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Tomato Anthracnose: How to Identify and Treat It
Tomato anthracnose (an-thrak-nohs) is a type of tomato rot that affects ripe and overripe fruit. It’s one in a group of fungal diseases that affect s a wide range of plants. In tomatoes, the culprit is the Colletotrichum phomoides fungus.
What does tomato anthracnose look like?
You’ll recognize anthracnose in small, found soft spots that develop on the surface of the tomato. At first, the spots may appear as soft depressions. The circles can grow larger over time. They may even develop concentric rings. Left unchecked, anthracnose causes the fruit to rot.
What causes tomato anthracnose?
At the end of the season, compact masses of the fungus (called sclerotia) survive in soil. They can remain there for to three years. Fungal spores release in wet or humid weather. They spread easily through water that splashes on plants and fruit.
When does tomato anthracnose affect plants?
The fungus is most common in ripe and overripe tomatoes – both those on the vine and those that have been picked. Only very occasionally will green tomatoes be affected by anthracnose.
How can you control and treat tomato anthracnose?
Apply fungicide (following manufacturer’s instructions) when tomatoes are the size of a walnut.
Products will have the best impact when used in temperatures of 65 degrees F.
Reapply fungicide every two weeks and after rain.
(How to choose and apply fungicide to tomato plants.)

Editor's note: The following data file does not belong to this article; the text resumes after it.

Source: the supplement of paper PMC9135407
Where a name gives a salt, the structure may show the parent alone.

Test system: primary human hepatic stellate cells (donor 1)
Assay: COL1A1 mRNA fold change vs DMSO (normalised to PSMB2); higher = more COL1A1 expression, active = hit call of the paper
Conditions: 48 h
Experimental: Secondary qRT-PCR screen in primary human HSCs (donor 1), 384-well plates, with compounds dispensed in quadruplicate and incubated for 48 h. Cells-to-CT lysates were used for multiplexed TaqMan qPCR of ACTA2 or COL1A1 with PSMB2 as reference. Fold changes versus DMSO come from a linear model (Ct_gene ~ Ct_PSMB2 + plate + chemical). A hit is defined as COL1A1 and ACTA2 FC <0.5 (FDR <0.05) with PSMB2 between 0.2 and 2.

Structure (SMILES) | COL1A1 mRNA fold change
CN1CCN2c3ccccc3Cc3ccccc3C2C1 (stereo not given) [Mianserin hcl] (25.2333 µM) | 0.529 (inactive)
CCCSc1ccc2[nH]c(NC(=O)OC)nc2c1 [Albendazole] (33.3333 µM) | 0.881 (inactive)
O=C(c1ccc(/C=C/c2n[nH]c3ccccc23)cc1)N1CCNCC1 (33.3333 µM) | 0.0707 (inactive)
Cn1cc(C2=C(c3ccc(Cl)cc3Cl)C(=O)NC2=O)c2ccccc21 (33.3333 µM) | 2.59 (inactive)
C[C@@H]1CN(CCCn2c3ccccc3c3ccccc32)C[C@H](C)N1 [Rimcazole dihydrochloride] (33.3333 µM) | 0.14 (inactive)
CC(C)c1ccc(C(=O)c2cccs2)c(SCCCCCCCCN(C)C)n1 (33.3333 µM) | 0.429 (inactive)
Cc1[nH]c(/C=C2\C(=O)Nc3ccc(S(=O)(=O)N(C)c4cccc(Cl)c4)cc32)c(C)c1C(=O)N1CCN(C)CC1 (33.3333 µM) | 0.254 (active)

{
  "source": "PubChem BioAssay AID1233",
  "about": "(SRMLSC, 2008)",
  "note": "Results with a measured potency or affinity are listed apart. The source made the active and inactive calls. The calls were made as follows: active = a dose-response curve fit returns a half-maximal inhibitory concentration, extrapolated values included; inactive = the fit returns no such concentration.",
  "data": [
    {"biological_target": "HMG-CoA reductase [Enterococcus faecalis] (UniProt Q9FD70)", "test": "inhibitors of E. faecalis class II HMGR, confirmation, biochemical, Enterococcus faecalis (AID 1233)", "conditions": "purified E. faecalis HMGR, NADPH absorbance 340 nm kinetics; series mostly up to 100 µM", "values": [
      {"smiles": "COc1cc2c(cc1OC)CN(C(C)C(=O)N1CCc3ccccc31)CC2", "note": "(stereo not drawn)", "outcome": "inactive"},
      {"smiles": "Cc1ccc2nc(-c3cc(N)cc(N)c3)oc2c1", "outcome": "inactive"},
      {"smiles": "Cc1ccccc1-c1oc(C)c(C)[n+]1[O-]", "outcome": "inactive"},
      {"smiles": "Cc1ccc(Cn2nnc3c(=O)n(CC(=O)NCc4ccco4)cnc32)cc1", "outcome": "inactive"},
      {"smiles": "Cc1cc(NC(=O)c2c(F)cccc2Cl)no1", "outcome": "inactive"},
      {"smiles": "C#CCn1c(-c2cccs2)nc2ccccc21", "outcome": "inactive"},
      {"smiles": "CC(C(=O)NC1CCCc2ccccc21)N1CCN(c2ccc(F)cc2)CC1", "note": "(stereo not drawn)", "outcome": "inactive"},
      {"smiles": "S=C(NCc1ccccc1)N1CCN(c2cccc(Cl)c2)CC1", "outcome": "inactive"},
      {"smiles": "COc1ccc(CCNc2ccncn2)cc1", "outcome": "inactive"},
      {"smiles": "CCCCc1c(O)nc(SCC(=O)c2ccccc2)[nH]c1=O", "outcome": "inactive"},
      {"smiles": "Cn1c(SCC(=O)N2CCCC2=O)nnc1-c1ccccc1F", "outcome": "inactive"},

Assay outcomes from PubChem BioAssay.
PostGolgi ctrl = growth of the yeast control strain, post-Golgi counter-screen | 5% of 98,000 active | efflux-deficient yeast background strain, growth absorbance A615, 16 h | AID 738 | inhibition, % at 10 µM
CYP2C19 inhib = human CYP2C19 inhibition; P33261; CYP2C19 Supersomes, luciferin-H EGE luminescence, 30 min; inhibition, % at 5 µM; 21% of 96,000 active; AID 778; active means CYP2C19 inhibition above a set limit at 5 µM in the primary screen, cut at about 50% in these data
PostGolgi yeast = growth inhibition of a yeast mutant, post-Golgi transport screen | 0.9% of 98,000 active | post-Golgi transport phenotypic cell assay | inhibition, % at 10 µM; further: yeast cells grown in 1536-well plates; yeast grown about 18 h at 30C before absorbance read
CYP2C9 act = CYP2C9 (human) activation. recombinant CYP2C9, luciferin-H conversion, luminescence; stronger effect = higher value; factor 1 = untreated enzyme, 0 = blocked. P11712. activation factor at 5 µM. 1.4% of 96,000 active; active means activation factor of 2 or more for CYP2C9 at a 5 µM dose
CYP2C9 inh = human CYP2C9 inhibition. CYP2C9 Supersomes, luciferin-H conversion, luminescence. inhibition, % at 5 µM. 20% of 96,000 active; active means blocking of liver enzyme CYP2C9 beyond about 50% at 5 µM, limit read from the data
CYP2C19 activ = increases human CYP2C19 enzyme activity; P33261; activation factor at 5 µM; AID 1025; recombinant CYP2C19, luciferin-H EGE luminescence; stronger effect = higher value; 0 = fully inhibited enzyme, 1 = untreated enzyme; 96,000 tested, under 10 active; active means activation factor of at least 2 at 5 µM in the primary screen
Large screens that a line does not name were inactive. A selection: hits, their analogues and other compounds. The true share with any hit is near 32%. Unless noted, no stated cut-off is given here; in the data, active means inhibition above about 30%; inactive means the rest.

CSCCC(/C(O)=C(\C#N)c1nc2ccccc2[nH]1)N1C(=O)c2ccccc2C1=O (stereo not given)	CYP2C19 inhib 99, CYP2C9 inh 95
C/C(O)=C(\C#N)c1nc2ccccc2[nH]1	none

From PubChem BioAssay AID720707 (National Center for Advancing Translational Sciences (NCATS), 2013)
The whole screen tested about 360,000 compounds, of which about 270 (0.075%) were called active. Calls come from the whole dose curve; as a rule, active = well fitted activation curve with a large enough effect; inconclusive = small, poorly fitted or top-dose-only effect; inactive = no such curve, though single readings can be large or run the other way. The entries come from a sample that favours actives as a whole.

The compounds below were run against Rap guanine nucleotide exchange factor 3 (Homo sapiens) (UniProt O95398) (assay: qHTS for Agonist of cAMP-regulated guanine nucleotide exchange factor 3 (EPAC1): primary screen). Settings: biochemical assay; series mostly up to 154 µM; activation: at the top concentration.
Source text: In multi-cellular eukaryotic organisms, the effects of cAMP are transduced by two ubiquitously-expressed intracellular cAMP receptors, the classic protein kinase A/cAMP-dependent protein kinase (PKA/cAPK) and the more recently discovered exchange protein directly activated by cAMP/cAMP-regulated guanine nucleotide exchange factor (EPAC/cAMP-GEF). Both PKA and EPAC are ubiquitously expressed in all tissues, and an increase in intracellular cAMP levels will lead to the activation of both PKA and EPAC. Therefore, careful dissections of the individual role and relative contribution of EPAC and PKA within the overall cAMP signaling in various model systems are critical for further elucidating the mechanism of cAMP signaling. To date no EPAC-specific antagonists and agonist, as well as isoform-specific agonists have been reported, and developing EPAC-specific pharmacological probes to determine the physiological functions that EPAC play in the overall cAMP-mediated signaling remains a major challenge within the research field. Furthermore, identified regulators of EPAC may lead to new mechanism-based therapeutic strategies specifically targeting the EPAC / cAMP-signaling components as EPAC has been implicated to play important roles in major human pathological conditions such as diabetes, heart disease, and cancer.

How can you prevent anthracnose in tomatoes?
- Rotate crops.
- Plant tomatoes in well-drained soil. Anthracnose thrives in moist ground.
- Trellis tomato plants for better air circulation.
- Mulch tomato plants with straw or black plastic to create a stronger barrier between fungi in the soil and fruit on the plants.
- Water plants at the base of the soil, rather directly on leaves or fruit, to prevent the spread of the fungus. Water early in the day so that any moisture that splashes on plants can evaporate before darkness falls.
- Pick tomatoes as soon as they ripen. The fungus spreads easily in ripe or overripe fruit.
- Remove affected fruit from plants and from the ground and destroy it. This way, fungi won’t remain in the ground and accumulate into masses of sclerotia.
Other facts to know about anthracnose
In the vegetable garden, anthracnose can cause damage to beans, cucumbers, watermelon, squash, melon, and peppers.
In the landscape, anthracnose causes lesions on leaves and branches of deciduous trees, including ash, basswood, elm, maple, oak, sycamore, and walnut.
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